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Prenup for a Startup 1 - I don't love you anymore

I used to do divorce mediations. Hundreds of sessions with easy, difficult or downright impossible couples or partners. Some wanted to split amicably and argue little, others were ready to shout about every cent and asset. On the surface the argument might be about money but deeper issues like worth, contribution, punishment, lack, fear, fairness, guilt, capacity to earn, actually drove the conflict.

Startups are a bit like marriages, not a new analogy but still a very useful one. In the beginning emotion leads. Ideas are nurtured, castles build, unicorns promised. Everything is beautiful! Somewhere down the line of hard work, compromise, lack of funding, shortened runways and endless pivots; you realise that this partnership is not what you hoped and wanted it to be and you never signed a prenup agreement....

If you are lucky both of you realise early on that the partnership is not working and are happy to part ways and start new without each other. If you are less fortunate, you have been losing sleep because you don't have an exit agreement in place and have a gnawing feeling in your gut that this separation is not going to be a "smooth-and-simple" based on your last screaming match in the office.

Generally in an exit discussion where the relationship has already broken down, it boils down to money or rewards, because the underlying personal needs want a value, validation and sometimes vindication or revenge.

Here are some guidelines to help you prepare for the exit conversation with your partner. None of these are meant to change your mind. They are simply questions to help you prepare and go into the process with conviction and certainty. It also helps to clear your head and have all your facts and figures correct and at hand.

The list is by no means exhaustive, you might think of things that I haven't mentioned, but it gives you a good basis for preparation.

For dissolution of partnership and exit discussion be absolutely clear on: Relationship:

1. Do you firmly believe that parting ways is the best decision personally and professionally? 2. Are you ok with the fact that the relationship or friendship might also be lost?

3. Do you require any ongoing interaction or involvement with the other party on a personal or professional level? 4. Do you need to discuss blaming, shaming and reputational risk or damage? 5. What is the message you as co-founders want to send to your customers/board/investors?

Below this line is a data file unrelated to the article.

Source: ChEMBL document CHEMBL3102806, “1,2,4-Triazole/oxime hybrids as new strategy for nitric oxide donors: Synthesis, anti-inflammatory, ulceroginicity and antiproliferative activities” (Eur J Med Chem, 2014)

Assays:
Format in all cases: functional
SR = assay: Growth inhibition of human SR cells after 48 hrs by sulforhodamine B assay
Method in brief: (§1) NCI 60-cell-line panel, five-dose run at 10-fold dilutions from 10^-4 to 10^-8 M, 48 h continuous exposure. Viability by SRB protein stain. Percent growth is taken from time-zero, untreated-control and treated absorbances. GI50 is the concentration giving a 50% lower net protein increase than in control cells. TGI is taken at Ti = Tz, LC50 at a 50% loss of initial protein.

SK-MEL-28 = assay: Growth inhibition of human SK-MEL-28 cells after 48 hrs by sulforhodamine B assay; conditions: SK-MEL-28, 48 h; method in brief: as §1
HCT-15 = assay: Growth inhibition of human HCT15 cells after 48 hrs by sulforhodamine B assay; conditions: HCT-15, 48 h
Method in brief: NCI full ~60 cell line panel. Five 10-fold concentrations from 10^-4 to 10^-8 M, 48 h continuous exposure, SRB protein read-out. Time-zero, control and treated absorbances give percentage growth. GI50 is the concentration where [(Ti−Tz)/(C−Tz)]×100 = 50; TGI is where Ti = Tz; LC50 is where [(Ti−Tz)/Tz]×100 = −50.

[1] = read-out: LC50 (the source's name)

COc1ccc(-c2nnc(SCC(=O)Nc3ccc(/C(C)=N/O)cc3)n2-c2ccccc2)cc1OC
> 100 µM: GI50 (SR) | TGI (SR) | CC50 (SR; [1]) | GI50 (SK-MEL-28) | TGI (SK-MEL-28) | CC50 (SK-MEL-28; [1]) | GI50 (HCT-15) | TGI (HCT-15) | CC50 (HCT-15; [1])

Roles and Responsibilities: 1. Do you require a notice period after an agreement has been reached or will the agreement to. exit be in effect immediately? 2. What do you need in a handover to ensure a smooth transit? 3. Have you made plans for who will take over that role and responsibilities and when? 4. What do you anticipate will the impact of the exit be on the business and on the team? 5. What will you do if the other party insists on keeping their position as a Board member?

Rewards: 1. What is the current share agreement and what is specified for an exit? 2. What are the terms of the vesting schedule? 3. What other benefits would the party be entitled to? 4. Did they invest any funding that needs to be repaid back to them?

5. What will you do if the other party insists on keeping their shares? 6. What is the current value of the business and how will you calculate the monetary value per share if you have to pay the other party out?

You must be clear on what your exit offer is and be willing to negotiate. Prepare multiple offers based on your latest facts and figures but include non-monetary benefits and incentives as well. You want to have a discussion and a termination offer that is acceptable to both parties and in the interest of the business.

The last thing you need or want is an expensive protracted legal battle that will most certainly take its toll on you and your business. Mediation can help you negotiate a termination agreement that both parties are happy with.


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